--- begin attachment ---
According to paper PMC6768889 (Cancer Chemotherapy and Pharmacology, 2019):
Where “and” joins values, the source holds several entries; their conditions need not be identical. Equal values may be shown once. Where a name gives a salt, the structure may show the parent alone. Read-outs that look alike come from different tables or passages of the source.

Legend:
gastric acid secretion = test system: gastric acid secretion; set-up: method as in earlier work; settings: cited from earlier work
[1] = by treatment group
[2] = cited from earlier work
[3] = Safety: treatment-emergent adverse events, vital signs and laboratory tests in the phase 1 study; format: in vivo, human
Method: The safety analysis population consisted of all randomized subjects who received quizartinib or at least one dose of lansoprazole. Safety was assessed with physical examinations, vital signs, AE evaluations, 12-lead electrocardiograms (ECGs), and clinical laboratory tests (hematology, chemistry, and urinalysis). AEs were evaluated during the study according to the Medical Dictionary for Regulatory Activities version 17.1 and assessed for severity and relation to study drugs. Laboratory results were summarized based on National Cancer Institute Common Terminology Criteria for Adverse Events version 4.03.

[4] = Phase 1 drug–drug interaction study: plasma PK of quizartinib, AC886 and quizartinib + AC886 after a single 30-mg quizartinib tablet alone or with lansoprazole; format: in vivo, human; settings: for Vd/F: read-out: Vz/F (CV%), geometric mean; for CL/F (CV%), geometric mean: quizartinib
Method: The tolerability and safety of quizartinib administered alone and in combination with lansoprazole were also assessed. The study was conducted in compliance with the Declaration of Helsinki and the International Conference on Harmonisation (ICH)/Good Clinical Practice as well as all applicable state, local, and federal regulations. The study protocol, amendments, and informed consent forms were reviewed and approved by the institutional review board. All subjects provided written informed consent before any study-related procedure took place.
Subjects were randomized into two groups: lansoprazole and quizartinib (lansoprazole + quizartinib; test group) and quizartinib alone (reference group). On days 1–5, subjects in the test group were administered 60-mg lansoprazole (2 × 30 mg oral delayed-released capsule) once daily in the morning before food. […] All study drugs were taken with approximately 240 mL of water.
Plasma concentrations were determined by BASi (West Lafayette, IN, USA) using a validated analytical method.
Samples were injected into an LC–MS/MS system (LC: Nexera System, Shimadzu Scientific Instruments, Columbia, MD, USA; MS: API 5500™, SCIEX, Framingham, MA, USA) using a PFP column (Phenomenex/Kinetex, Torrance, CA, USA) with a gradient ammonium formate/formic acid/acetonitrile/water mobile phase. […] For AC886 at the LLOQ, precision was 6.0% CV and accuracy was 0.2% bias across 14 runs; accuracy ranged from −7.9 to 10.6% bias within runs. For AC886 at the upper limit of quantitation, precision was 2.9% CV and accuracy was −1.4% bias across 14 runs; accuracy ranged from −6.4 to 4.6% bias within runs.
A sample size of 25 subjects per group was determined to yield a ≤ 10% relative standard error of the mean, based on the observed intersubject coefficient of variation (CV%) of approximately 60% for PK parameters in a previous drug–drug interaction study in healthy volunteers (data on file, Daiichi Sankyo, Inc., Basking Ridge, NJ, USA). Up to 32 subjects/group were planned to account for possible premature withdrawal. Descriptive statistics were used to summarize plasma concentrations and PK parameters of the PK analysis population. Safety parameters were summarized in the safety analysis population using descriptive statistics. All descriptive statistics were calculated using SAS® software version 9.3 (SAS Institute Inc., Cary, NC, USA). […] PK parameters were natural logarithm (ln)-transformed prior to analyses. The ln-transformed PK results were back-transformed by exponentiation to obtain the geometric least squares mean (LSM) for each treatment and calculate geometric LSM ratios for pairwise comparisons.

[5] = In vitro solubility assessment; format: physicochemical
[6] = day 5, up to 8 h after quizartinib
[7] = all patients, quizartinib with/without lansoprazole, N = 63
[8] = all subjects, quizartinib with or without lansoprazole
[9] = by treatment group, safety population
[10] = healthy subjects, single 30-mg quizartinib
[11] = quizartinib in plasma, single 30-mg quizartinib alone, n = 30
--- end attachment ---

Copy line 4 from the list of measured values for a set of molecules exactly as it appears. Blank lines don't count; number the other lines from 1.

gastric acid secretion = test system: gastric acid secretion; set-up: method as in earlier work; settings: cited from earlier work